When my children were young, whenever I brought out the Nutella from the kitchen cabinet they called it a “Nutella Fun Day.” We’d find a different use for Nutella each time: on pancakes, in sandwiches, frosting on cakes or a baking ingredient. Part of the fun was finding another way we could enjoy Nutella spread. I know we weren’t the only ones either.
There are hundreds of thousands of people like me who love Nutella. Sara Rosso, an American blogger, loved Nutella so much she felt it deserved its own holiday. Sara founded World Nutella Day on February 5, 2007, and Nutella fans embraced it. They came together to celebrate their passion for Nutella by sharing and spreading the wonder that is Nutella.
Nutella was invented in 1946 shortly after WWII by Pietro Ferrero, a pastry maker from Alba in Italy. Nutella was originally known as Giandujot. The town of Alba was—and still is—known for its robust hazelnut production. Pietro Ferrero went on to found the Ferrero group, which is now the world’s third largest chocolatier. It remains a family-owned and operated company to this day.
While the recipe and creation of Nutella is a tightly-held family secret, the backstory to how Nutella came to be is quite well known. Pietro Ferrero invented Giandujot to address the shortage of cocoa supplies following WWII. Giandujot was a sweet paste made from hazelnuts, sugar and just a little bit of cocoa. It was shaped into a loaf that could be easily sliced and served on bread. In 1951, Ferrero started to sell a creamier version and called it Supercrema.
Pietro’s innovative son, Michele, improved and refined the Supercrema recipe in 1964, producing the first-ever jar of hazelnut spread with cocoa, and naming it Nutella. The iconic jar and name become wildly popular throughout the world in just a few short years.
Twenty years ago, Nutella recognized that becoming OU-kosher certified would help spread the creamy deliciousness to thousands of kosher consumers. A quick search on social media demonstrates Nutella’s immense popularity across multiple continents and cultures. Kosher chefs and bakers incorporate it into their recipes, trendy restaurants feature Nutella-based items on their menus, and countless fans devote blogs and fan-sites to the brand.
Nutella is truly a global icon and has been for the past five decades. On February 5, we can all celebrate World Nutella Day by declaring our love for the nutty spread on social media and sharing creative new recipes.
As OU Kosher’s marketing director, I decided to do an informal Nutella survey in honor of World Nutella Day. I asked kosher Nutella lovers how they enjoy eating it. While everyone agrees that Nutella is best served at room temperature to ensure easy spreadability, not everyone agrees on the best way to eat it.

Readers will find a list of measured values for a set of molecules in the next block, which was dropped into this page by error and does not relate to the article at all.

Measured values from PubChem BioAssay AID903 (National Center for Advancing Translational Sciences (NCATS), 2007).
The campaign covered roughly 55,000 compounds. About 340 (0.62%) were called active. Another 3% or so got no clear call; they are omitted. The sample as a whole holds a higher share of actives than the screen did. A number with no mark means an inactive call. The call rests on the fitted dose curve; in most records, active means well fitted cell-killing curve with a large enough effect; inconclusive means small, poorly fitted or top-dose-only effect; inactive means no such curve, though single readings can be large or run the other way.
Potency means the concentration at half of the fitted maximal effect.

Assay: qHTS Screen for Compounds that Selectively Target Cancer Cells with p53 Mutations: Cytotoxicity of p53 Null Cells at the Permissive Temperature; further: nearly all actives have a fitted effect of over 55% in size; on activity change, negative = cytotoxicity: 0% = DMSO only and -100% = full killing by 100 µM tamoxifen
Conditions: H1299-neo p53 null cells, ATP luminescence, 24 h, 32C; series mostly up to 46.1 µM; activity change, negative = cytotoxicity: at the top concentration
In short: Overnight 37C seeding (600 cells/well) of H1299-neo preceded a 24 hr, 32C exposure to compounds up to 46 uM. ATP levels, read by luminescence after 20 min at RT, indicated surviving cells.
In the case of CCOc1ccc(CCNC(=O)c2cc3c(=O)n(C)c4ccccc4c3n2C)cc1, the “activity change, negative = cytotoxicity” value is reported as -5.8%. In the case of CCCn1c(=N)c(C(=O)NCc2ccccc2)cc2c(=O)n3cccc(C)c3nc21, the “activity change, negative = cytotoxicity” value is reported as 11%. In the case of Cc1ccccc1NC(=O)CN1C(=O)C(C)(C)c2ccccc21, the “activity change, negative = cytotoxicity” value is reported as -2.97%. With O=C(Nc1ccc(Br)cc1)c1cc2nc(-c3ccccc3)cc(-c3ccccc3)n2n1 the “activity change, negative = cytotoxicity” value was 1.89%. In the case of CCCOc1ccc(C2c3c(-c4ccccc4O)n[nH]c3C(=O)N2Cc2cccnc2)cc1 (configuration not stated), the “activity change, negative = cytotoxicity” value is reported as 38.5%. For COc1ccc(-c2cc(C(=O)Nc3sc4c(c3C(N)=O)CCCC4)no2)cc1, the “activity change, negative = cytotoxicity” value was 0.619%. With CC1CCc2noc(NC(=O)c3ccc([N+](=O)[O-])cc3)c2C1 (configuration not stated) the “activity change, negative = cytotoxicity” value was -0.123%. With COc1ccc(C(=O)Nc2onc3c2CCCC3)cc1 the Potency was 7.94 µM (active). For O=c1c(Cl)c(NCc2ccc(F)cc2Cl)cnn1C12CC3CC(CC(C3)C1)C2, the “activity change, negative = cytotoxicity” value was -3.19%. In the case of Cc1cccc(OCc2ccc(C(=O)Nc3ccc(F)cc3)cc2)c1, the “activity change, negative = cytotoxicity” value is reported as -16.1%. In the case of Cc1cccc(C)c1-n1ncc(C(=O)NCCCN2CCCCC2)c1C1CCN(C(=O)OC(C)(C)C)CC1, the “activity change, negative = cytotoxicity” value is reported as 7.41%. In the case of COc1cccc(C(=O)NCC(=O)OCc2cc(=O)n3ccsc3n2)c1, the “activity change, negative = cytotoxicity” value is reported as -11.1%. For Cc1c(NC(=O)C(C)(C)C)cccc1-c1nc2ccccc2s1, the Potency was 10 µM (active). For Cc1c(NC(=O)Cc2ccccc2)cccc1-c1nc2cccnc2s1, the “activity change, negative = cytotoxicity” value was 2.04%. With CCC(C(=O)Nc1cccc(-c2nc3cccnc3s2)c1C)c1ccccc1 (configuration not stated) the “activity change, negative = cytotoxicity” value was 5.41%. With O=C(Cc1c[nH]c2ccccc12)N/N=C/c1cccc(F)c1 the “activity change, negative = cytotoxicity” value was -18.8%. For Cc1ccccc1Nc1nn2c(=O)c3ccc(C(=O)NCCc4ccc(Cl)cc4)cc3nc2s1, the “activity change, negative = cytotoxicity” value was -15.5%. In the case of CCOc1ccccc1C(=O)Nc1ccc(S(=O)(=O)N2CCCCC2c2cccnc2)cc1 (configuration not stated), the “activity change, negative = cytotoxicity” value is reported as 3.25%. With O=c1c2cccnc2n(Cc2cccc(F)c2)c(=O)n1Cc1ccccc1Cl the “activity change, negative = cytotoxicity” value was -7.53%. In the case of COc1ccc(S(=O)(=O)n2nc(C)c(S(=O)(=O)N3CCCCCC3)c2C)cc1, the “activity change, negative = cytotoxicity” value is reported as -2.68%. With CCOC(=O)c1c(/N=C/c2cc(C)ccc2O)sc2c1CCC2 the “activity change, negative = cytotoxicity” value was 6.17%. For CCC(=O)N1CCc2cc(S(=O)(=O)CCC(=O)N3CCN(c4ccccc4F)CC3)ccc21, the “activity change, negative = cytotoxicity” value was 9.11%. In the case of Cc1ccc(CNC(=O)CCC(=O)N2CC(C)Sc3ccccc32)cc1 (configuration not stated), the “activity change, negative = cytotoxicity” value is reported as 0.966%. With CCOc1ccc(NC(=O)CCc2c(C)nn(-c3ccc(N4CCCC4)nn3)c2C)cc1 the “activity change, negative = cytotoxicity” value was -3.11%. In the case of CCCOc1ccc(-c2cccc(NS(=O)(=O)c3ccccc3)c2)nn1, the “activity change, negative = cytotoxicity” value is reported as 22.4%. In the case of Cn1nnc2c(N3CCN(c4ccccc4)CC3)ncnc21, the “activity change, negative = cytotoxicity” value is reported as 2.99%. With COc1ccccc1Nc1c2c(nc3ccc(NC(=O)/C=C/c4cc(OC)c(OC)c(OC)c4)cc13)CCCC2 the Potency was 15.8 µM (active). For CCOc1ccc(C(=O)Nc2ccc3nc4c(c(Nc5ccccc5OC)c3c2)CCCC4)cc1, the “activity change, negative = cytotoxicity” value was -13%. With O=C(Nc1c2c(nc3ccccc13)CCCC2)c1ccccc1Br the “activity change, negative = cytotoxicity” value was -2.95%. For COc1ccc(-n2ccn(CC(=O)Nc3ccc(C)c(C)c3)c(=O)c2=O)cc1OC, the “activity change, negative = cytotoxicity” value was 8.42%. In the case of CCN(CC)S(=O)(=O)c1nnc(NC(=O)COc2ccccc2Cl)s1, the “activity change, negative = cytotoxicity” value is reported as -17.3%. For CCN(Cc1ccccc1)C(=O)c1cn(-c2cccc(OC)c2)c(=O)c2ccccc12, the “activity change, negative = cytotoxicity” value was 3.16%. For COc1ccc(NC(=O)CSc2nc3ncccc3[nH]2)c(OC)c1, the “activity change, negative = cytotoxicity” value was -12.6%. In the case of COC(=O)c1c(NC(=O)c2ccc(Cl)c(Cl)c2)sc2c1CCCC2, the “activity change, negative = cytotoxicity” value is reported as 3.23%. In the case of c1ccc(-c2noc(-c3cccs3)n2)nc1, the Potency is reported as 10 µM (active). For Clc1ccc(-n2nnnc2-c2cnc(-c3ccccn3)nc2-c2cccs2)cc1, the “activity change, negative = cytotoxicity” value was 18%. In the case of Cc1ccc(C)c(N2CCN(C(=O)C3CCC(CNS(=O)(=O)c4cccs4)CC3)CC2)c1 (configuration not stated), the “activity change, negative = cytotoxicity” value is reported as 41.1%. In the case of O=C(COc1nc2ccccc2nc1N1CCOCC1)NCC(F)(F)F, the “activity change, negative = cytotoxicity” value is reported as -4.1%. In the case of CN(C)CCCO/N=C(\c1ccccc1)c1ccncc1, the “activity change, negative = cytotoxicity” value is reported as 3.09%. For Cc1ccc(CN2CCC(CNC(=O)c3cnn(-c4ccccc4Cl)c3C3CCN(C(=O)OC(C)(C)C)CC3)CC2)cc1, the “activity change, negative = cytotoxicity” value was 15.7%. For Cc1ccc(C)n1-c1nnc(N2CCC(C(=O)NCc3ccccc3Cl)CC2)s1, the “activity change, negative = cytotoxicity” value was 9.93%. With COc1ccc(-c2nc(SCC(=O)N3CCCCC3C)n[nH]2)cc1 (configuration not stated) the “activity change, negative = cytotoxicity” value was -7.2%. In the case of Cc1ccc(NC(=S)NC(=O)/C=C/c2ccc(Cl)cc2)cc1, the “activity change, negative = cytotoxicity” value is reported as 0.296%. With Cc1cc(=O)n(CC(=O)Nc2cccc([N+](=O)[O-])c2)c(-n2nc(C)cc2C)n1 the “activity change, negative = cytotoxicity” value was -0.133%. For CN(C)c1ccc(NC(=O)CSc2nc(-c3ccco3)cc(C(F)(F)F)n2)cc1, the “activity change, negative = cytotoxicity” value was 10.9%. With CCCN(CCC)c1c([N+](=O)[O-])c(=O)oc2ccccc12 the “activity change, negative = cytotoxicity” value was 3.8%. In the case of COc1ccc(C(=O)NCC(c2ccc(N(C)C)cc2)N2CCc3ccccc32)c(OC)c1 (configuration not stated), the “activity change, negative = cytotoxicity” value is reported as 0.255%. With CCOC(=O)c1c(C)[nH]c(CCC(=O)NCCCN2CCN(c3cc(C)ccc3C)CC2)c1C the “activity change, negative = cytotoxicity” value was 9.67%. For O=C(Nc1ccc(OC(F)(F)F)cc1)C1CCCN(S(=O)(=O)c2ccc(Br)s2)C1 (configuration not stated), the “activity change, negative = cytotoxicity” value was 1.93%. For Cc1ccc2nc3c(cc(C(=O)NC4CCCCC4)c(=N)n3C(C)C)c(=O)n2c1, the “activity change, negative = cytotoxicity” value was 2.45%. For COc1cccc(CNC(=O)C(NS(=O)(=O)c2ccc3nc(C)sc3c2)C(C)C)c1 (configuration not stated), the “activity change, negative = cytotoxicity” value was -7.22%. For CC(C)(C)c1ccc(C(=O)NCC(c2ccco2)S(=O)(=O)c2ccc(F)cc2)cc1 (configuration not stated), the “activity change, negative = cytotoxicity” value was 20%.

I know which category I fall into. Let’s see if you can recognize yourself in one of these delectable classifications.
- The Naturalist — otherwise known as using one’s fingers. Naturalists believe that eating Nutella off the end of their fingers brings them closer to Nutella-paradise. These Nutella lovers don’t want anything coming between them and their Nutella.
- The Spooner — this person uses a spoon. A spoon, aside from being the most ergonomic utensil available, is also the most efficient in terms of excavating volume from the Nutella jar. This Nutella lover usually believes in a direct-to-mouth approach for the excavation.
- The Dipper/Dunker — this person avoids using utensils or fingers to reach their Nutella. Instead, this inventive eater uses pretzel sticks, breadsticks, and even fruit to dip into the hazelnut goodness.
- The Spreader — the utensil of choice is usually a knife, and the care which this person uses in spreading Nutella is close to a spiritual experience, carefully covering every surface area and corners with creamy Nutella. Thickly or thinly spread? How do you spread your Nutella?
- The Loader — this person stacks as much Nutella as possible onto any item of their choice. Nutella takes the main stage, while the cookie/bread/cracker is merely a surface for bearing a large load of Nutella.
- The Sandwicher — using a two pieces of bread/baguette/cookie/cracker, this person prefers to surround the Nutella with something to contain it lovingly.
Nutella may be over 50 years old, but each time you open that jar it’s a new delight. Happy World Nutella Day! How will you be enjoying your Nutella today?
The words of this author reflect his/her own opinions and do not necessarily represent the official position of the Orthodox Union.
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